Unions have shown a particular interest in employers that are closing a defined benefit (DB) pension scheme in favour of a defined contribution (DC) pension plan. Yet, discussions over pensions provision do not have to descend into dispute action as long as both sides keep talking. By ensuring a constant stream of dialogue, an employer can explain to represented unions why changes are being made to the benefits package and what replacement is being offered instead.
Alan Fergusson, director of Kudos employee benefits consultancy, has helped a new company, formed from a management buy-out, move from a DB to DC pension scheme. “The unions were involved at a very early stage in discussions about the buy-out itself, as they knew one of the emotive issues would be the discontinuation of the final salary pension scheme. We did a series of presentations to their 400 employees, sometimes through the night [as staff often worked shifts]. At each presentation a union representative was in attendance and occasionally someone from the audience would ask the representative a question. The bottom line was that the union was involved at a very early stage and knew the reasoning behind the changes, so it could form an opinion,” he explains. Consequently, when the new group personal pension plan launched, there was 100% take-up.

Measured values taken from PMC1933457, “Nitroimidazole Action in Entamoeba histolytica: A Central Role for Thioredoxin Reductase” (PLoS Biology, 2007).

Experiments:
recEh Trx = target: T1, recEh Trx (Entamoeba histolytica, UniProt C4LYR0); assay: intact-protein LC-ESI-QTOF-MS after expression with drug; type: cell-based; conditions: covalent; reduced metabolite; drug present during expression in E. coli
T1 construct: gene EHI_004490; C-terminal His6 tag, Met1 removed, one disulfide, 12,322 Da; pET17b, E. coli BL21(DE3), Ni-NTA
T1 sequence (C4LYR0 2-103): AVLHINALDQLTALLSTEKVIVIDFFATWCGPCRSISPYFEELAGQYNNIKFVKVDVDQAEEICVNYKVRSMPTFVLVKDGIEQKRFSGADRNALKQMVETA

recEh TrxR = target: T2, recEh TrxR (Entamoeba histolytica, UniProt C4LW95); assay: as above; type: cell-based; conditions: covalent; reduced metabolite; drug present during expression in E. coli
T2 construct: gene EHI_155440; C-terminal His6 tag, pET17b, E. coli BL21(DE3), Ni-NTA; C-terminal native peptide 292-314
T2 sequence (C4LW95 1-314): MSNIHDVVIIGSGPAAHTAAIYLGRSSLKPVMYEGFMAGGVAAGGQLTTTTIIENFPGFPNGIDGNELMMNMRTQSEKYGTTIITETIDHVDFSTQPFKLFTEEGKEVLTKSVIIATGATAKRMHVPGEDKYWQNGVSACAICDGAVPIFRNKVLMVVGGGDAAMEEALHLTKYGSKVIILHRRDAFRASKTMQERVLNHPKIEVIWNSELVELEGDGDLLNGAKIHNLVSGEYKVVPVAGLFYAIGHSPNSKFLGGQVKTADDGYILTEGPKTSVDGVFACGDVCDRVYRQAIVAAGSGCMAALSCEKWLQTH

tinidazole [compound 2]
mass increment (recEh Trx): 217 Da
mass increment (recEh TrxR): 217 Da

If offered the choice of seeing an employer discontinue its final salary pension scheme or cease trading, most unions recognise that their members would prefer to keep their jobs rather than collect their P45s. What is more, many unions are all too familiar themselves with the scenario that employers face.
Tony Clare, a partner at Deloitte, says: “You will find that a lot [of unions] are looking to move their own employees to a DC scheme, which will make it harder to fight their case. They face the same issues as everyone else: people are living longer, the cost of pensions has increased and their subscription numbers are falling.”
One employee benefits consultant admitted to having already met with a union to discuss the future of its own final salary pension scheme. On the subject of Amicus’ own arrangements, Earls says: “I’m not really in a position to comment, but Amicus very much recognises that employers have a responsibility to contribute to employees’ pension funds.” In the context of pensions, the creation of a super union – which has been mooted by T&G, Amicus and GMB – makes economic sense because it will create efficiencies and reduce costs across the three unions. Such a super union could also have implications for union willingness to co-operate with employers in making changes to the pay and benefits package.
But, Mike Emmott, adviser for employee relations at the Chartered Institute of Personnel and Development, claims a super union “will have virtually nil impact on the workplace”. Michael Sippitt, managing partner of law firm Clarks Legal, takes a different view. “Although some employers comment that the proportion of union membership in the private sector is low, unions are still powerful in the public sector and, in effect, the outsourced service sector which provides services to the public sector,” he says.